Monday, February 21, 2011

Exodus: Chapter 1

Here we go--onto the next OT chapter!

We learned in Genesis that God told Abram clearly what his heritage could expect--a great increase in number and 400 years of servitude that included persecution.  Three and a half centuries span the end of Genesis and the start of Exodus, and the fulfillment of God's Word to Abram is revealed in these opening verses.  We already learned that the Pharaoh in Joseph's time was probably of the Hyskos nation, a Semitic people who had conquered Egypt for a time.  Now the native Egyptians have regained control and there is no memory of Joseph--and no love for the Israelites.  There is, however, a recognized 'need' for their labor and a fear that the massive Israelite population could one day help depose the Egyptians again.  (One estimate of the number of Israelites at the time of the Exodus is in excess of 2 million!  It all started with the '70 souls from the loins of Jacob.')  I am intrigued by how God orchestrates all things to effect the changes He desires...and reassured that the promises of God are fulfilled in specific ways.   I am also reminded that the memory of humanity is very frail and easily corrupted; even great individuals are forgotten in a relatively short time.  So much of life is invested in elevating ourselves and building our image--such a waste!  "Only one life and it will soon be past.  Only what is done for Jesus will last!"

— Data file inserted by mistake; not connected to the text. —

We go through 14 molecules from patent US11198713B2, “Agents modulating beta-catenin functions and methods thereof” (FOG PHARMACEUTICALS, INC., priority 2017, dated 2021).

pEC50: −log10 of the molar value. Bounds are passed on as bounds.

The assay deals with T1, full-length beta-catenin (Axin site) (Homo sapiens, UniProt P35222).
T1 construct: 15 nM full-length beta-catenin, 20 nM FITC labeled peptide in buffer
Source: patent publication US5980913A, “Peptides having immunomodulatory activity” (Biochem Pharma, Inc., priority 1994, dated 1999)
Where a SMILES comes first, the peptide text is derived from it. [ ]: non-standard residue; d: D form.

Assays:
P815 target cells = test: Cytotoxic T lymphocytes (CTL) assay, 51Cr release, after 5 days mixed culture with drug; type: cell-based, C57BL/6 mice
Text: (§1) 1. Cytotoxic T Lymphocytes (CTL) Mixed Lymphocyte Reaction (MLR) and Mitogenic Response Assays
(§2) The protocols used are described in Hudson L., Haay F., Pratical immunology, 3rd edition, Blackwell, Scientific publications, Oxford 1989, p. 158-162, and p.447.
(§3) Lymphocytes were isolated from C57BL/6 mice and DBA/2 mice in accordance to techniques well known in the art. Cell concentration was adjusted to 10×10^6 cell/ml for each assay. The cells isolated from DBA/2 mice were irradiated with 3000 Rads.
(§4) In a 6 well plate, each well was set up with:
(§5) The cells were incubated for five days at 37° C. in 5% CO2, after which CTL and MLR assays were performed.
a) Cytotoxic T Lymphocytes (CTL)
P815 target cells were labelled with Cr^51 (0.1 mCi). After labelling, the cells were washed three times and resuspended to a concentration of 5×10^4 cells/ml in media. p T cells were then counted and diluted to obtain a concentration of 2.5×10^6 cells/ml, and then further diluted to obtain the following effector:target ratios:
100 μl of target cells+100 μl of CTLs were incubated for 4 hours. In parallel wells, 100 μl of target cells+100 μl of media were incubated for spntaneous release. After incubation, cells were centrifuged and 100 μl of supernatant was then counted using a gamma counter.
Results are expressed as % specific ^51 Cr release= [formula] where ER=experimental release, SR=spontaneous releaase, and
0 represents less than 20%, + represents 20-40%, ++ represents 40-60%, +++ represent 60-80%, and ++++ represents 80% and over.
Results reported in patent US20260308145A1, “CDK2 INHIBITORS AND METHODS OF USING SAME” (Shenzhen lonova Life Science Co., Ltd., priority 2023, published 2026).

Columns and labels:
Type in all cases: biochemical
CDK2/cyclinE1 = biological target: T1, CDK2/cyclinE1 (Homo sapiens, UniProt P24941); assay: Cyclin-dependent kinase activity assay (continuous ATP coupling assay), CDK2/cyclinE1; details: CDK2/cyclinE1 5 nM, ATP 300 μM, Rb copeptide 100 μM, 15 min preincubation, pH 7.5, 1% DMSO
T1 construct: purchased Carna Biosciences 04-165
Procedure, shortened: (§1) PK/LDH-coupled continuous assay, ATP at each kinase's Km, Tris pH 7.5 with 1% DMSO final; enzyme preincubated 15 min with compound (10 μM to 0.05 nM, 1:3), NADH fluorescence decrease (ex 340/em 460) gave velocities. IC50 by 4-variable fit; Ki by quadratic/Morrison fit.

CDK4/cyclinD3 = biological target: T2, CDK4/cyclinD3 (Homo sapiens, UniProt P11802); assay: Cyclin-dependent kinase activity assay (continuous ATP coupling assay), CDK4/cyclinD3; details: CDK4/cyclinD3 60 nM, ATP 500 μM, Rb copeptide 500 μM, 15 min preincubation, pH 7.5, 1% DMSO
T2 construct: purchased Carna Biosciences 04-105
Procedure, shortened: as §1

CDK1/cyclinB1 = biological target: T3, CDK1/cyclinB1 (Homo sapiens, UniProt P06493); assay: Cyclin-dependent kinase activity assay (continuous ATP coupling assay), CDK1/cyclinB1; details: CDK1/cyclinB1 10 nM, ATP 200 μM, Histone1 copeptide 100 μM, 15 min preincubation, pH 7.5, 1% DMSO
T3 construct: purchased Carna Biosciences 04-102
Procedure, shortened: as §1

The persecution of the Israelites included the attack on the baby boys and unrealistic work demands, but God's blessings are not restricted in difficult times.  Difficulties often deepen His blessings and His people are everywhere--even in the Egyptian nurses charged with killing the Hebrew infant boys.  I was surprised to learn the names of these nurses indicate they may have been high officials in the Egyptian court:  Splendor and Beauty were their names and their reverence for God was indeed beautiful and splendid.  They were placed in a difficult situation:  lie or kill.  God never rejoices at dishonesty, but His value on life is a clear and consistent truth in scripture.  The nurses chose God's value for life over their assigned duty--perhaps putting their own lives at risk.  Theirs was a sacrificial obedience to a God-given value.  Finally, the heavy work orders certainly prepared the hearts of the Israelites for the plans of God as well.

I am continually encouraged as I walk through these chapters that God's plans and purposes will unfold and bring about His perfect will!  Times may be difficult and the beauty of His ways a bit obscured--but it is our privilege to search Him out in all things.

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